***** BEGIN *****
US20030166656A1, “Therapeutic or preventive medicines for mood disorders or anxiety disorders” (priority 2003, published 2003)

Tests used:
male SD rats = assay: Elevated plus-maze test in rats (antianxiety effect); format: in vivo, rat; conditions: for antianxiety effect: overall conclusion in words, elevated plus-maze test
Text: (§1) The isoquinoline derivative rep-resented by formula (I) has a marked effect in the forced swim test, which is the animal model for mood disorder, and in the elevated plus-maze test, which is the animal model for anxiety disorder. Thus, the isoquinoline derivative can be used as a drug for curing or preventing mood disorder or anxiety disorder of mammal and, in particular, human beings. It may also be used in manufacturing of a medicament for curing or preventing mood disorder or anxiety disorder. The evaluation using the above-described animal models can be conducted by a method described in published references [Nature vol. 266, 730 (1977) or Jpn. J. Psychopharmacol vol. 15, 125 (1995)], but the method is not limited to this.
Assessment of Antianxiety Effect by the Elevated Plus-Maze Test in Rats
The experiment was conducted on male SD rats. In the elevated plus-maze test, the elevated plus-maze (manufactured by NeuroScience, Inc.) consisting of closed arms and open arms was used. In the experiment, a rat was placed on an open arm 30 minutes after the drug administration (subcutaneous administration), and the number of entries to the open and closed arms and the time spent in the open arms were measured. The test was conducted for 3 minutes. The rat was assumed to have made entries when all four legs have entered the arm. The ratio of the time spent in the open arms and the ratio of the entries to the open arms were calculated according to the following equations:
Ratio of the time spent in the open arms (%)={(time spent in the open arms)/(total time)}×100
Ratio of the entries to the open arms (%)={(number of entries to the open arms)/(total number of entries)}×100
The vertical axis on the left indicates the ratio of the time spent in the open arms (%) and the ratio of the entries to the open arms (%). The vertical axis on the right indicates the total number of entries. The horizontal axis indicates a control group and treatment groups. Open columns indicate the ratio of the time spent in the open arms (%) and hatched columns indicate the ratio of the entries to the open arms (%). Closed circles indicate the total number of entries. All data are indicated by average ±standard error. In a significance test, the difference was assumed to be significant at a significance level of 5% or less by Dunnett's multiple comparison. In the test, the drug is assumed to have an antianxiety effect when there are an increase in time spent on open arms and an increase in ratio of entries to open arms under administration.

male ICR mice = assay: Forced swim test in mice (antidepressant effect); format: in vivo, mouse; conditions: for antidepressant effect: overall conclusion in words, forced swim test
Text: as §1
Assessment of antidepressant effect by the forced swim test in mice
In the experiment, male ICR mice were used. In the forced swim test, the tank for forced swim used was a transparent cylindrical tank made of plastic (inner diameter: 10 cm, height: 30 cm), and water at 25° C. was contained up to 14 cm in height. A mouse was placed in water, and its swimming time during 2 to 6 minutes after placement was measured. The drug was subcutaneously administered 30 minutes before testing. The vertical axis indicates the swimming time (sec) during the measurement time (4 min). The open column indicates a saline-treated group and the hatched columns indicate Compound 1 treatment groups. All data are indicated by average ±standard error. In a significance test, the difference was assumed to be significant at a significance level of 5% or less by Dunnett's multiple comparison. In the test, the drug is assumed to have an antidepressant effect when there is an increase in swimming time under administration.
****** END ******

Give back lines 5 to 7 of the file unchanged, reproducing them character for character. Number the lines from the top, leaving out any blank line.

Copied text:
Assessment of Antianxiety Effect by the Elevated Plus-Maze Test in Rats
The experiment was conducted on male SD rats. In the elevated plus-maze test, the elevated plus-maze (manufactured by NeuroScience, Inc.) consisting of closed arms and open arms was used. In the experiment, a rat was placed on an open arm 30 minutes after the drug administration (subcutaneous administration), and the number of entries to the open and closed arms and the time spent in the open arms were measured. The test was conducted for 3 minutes. The rat was assumed to have made entries when all four legs have entered the arm. The ratio of the time spent in the open arms and the ratio of the entries to the open arms were calculated according to the following equations:
Ratio of the time spent in the open arms (%)={(time spent in the open arms)/(total time)}×100